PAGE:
ASHLAND – When Ryleigh Loges was just 48 hours old, the Ashland rescue squad rushed her back to the hospital after she turned blue.
Doctors determined an infection or heart defect was the problem. After being hospitalized for six days to get Ryleigh healthy enough for an operation, doctors performed open heart surgery on the infant.
Doctors determined Ryleigh suffers from 22q11.2 Deletion Syndrome, where a section of the 22nd chromosome is missing. The syndrome, known by many as the shortened name “22q,” can impact every system in the body, according to Ryleigh’s parents, Leighanne and Andrew Loges.
“It affects all areas of the body,” Leighanne Loges said.
Key characteristics of the syndrome include immune system deficiencies; growth delay; cognitive, development and speech delays; behavioral, emotional and psychiatric differences; kidney problems; feeding and gastrointestinal difficulties; palate differences and hearing loss, as listed on the website www.22q.org.
After the heart surgery, Ryleigh’s main symptoms have been a weakened immune system. Leighanne Loges said a cold can affect her daughter much more severely than the rest of the family.
“It takes two times as long for her to be fully A-OK,” she said.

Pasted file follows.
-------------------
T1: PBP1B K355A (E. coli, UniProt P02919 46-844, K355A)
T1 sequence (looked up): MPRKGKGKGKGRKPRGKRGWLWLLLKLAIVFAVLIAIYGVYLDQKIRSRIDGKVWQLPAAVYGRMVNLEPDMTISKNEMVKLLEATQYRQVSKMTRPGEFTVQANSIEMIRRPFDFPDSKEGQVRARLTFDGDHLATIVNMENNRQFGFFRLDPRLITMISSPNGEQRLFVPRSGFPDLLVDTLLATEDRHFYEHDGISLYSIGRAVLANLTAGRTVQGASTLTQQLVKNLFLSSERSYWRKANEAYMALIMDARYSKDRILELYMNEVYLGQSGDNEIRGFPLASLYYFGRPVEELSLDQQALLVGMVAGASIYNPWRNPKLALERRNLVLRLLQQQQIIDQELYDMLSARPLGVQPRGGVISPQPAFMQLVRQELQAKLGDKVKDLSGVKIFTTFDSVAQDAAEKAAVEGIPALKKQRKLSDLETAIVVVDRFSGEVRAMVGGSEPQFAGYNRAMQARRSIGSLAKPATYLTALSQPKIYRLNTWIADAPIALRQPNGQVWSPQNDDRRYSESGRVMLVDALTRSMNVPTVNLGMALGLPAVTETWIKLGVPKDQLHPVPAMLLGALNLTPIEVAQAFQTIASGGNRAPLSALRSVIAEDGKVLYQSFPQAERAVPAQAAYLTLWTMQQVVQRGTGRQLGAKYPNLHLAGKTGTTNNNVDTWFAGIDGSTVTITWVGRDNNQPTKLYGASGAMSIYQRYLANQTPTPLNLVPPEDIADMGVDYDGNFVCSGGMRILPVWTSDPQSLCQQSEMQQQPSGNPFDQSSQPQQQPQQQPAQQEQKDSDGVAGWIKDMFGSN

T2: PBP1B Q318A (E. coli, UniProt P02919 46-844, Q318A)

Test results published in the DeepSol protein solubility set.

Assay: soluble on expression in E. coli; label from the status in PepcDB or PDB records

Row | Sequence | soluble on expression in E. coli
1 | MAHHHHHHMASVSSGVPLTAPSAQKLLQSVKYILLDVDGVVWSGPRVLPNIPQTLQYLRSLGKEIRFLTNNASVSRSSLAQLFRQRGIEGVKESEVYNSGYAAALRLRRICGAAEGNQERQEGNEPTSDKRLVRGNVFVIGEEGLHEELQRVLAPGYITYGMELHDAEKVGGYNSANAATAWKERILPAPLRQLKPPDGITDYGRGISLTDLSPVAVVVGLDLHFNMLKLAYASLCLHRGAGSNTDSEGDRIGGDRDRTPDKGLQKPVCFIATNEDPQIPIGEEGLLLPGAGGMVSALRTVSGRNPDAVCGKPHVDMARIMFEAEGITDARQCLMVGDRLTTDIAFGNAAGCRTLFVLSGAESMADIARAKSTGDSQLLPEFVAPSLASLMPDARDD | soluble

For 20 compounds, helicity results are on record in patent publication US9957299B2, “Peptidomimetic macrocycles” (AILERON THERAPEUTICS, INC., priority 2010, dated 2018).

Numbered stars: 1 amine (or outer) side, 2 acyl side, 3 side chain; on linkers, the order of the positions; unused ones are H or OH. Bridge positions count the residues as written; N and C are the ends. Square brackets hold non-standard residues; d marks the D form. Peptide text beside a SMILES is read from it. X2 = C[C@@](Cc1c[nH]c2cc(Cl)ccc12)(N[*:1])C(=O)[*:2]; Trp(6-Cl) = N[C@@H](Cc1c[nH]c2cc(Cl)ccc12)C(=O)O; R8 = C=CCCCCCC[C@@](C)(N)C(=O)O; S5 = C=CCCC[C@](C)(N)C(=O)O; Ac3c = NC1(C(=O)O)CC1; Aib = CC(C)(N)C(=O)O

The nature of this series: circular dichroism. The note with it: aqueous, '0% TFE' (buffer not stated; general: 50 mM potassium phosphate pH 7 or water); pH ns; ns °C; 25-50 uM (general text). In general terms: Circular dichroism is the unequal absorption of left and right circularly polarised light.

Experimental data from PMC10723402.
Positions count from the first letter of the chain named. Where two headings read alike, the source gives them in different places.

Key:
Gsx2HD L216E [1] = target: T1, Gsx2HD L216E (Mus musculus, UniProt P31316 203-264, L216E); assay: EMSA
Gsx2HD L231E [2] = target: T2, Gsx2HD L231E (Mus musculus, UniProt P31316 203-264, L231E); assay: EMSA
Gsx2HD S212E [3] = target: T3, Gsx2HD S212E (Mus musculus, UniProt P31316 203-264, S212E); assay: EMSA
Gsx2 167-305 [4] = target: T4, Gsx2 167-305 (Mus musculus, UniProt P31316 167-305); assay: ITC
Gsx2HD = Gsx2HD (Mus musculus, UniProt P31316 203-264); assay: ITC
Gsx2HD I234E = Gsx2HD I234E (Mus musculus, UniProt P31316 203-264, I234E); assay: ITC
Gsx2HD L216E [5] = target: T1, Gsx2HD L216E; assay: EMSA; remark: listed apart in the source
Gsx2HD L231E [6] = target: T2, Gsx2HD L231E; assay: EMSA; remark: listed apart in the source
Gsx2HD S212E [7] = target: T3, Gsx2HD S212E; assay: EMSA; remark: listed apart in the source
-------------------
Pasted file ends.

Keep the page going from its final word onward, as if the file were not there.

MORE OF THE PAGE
Ryleigh has also had issues with her thymus gland, which is part of the lymphatic and endocrine systems. Other symptoms have yet to show up, Leighanne Loges said.
“It’s one of those wait-and-see syndromes,” she said.
Ryleigh’s parents took her to Children’s Hospital of Philadelphia this week to be evaluated for cognitive, speech and behavioral symptoms. Last Thursday, the family received a check from United Commercial Travelers Lincoln Council 104 for $3,264 to help with expenses for their trip to Pennsylvania. The evaluation is not covered by the Loges’ insurance.
The nonprofit organization raised the money with a poker run held on June 1 that included stops in Memphis, Ashland and Yutan, said UCT Past President Glenn Riensche.
The fraternal organization has helped two other families in the area with children that are suffering from medical conditions, said UCT member Doug Washburn.
“Our goal is the help the community,” he added.
There is no cure, but therapies and medical interventions are available to help symptoms of 22q. It is almost as common as Down Syndrome, but much less well-known.
Only about 10 percent of children diagnosed with 22q have inherited it from a parent. Leighanne Loges said neither she nor her husband passed it on to Ryleigh. The Loges’ two-year-old daughter Reese does not have 22q.
Andrew Loges said they hope Ryleigh will become part of a study on the syndrome so they can benefit others who are living with 22q.
“We want to help other families,” he said.